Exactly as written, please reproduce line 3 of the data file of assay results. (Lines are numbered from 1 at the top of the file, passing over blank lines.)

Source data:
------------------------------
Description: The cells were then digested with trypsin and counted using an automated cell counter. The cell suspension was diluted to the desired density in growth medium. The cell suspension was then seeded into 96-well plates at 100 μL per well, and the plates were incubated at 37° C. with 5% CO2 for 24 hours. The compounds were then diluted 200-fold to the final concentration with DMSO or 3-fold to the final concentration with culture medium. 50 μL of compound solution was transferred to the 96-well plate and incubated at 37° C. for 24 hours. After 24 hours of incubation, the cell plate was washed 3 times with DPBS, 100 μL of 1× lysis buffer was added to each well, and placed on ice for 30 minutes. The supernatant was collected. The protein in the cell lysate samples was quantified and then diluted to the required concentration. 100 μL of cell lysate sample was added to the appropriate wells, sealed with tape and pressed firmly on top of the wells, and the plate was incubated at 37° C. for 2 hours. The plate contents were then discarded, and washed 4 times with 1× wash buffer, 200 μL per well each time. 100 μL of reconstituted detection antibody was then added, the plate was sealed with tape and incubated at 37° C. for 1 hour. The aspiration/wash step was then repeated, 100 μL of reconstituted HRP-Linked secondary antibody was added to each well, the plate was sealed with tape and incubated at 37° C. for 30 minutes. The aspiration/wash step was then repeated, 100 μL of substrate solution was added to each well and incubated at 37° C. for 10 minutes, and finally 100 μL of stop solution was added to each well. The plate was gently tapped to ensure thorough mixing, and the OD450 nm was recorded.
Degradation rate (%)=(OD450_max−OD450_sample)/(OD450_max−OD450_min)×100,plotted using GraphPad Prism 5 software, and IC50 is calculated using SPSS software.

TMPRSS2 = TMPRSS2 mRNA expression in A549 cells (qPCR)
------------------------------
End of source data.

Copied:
TMPRSS2 = TMPRSS2 mRNA expression in A549 cells (qPCR)